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Housing for People With Disabilities

Many families who have adults with developmental disabilities living with them are wondering about where their child will live when they’re not around anymore.  Younger families with children becoming adults are wondering where their son or daughter will live once they finish high-school and assume the lives of their non-disabled peers.  Some families have purchased housing for their adult children and now must try to negotiate the support they will need to live on their own.

Although CLBC often paints a sunny portrait of neighbors helping neighbors and people helping people in the community, the reality is that there are very few neighbors who are willing to contribute their free time to support people with developmental disabilities in the community, regardless of how well-meaning they may be.  Vancouver is counted as the 3rd most expensive city to live in – in the world.  People are busy working, hustling, moving, making money, spending money, tending to their own needs, supporting their own families, and most barely have time to get a few spare moments for themselves.  Most siblings are supportive but they too have extraordinarily hectic lives, so the only realistic option is paid staff support.

So how does housing work for people with developmental disabilities in B.C.?

CLBC issued a paper on Inclusive Housing:  “Advancing Good Lives in Welcoming Communities.”  On page 2, they clearly state:  “CLBC does not have a mandate to fund the cost of actual housing.  Our mandate is to: Provide supports to address disability-related needs, including in an individual’s home; Assist individuals and their families to find and use generic and community supports such as transit, recreation, social clubs, etc.; Coordinate amongst various agencies where an individual has complex care needs”.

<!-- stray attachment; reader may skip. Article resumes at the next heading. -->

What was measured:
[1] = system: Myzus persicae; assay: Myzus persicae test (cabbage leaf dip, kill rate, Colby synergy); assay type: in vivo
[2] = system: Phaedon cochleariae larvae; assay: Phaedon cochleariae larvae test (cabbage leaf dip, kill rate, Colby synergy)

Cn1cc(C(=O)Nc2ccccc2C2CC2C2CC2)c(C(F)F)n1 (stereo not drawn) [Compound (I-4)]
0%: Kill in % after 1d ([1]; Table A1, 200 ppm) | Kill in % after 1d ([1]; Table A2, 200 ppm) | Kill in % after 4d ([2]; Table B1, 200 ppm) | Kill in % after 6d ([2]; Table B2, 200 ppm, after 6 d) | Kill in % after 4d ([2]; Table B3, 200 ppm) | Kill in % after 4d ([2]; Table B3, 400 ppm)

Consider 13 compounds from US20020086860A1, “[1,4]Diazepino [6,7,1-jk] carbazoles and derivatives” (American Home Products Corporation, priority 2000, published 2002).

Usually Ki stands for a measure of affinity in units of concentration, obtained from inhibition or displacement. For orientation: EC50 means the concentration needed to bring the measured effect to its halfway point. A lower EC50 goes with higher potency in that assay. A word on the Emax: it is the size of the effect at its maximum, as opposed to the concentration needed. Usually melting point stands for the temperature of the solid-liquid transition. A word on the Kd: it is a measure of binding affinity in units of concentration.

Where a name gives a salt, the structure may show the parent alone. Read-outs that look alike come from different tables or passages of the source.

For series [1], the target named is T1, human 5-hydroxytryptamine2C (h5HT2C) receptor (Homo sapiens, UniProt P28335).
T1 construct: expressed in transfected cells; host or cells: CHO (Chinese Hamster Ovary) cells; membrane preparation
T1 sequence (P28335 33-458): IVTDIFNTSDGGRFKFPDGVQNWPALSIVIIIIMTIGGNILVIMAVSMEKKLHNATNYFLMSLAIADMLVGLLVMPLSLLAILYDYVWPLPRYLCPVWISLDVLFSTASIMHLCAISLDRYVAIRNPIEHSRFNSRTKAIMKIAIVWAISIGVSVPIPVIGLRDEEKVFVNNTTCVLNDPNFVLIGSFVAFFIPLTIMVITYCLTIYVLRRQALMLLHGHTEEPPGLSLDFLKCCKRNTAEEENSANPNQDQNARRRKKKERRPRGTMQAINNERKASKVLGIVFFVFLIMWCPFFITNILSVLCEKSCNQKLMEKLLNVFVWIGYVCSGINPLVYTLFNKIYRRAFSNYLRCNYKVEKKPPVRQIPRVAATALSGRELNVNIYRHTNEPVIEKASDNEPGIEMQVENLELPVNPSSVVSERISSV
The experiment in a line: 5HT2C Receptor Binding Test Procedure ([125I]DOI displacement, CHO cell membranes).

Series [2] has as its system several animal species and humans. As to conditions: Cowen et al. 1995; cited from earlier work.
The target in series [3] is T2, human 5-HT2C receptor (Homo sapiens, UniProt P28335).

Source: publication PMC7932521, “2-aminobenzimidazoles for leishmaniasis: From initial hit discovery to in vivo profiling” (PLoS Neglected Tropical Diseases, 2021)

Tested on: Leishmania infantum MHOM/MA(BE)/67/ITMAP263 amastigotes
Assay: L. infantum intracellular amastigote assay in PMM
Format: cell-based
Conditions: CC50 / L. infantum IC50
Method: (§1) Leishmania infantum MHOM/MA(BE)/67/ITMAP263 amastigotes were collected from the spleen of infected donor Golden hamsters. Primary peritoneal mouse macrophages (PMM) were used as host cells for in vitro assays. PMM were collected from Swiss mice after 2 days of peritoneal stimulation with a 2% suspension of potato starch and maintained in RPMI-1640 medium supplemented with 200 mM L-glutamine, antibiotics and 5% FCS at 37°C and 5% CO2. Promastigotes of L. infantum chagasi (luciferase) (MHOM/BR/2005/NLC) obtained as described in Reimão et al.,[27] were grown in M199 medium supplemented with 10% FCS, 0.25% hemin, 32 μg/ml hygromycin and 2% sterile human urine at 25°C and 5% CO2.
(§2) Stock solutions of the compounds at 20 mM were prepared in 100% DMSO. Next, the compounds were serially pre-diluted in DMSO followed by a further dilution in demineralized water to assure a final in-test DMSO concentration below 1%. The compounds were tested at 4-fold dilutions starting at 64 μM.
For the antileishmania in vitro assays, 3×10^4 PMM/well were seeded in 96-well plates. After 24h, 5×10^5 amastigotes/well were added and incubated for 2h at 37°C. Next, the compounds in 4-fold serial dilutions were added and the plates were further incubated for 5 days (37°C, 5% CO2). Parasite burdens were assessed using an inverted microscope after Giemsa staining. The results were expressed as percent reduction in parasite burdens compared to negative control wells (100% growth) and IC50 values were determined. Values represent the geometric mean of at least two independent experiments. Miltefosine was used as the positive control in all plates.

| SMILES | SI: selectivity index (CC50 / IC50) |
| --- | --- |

They go on:  “CLBC has several roles in encouraging and facilitating the expansion of inclusive housing…”  These roles include convening partners to problem-solve, seek advice and explore innovative and collaborative solutions; Create policy that clarifies CLBC’s mandate and staff roles, and enable/encourage the leveraging of family and service provider assets; Plan for and provide funding for supports for eligible individuals including the option of Individualized Funding or Person-Centered societies (Microboards) to enable flexible person-centered supports.

Families are also referred to BC Housing, which will fund rental subsidies (although these are extremely difficult to come by these days), or home modifications to improve accessibility.

These policies will leave many, many people with developmental disabilities with no housing of their own.  Most families in Vancouver cannot afford to purchase a home for their child with a disability and those who do find it very difficult to receive a commitment for ongoing support from CLBC.  CLBC has very little money to meet current demand so people with their own homes are generally considered a low priority.  It is hard to imagine how this lack of affordable housing will play out over the long term.  Home share includes housing, so that will remain a viable option for some.

Because there is no coordinated policy amongst government departments for people with developmental disabilities, families are left on their own to negotiate a path for their adult children in the areas of housing, medical services, aging services, employment, community safety and transportation.  Some higher level planning that is consistently applied to all those who are eligible for CLBC services would provide a road-map and offer realistic solutions to predictable problems.

By Alanna Hendren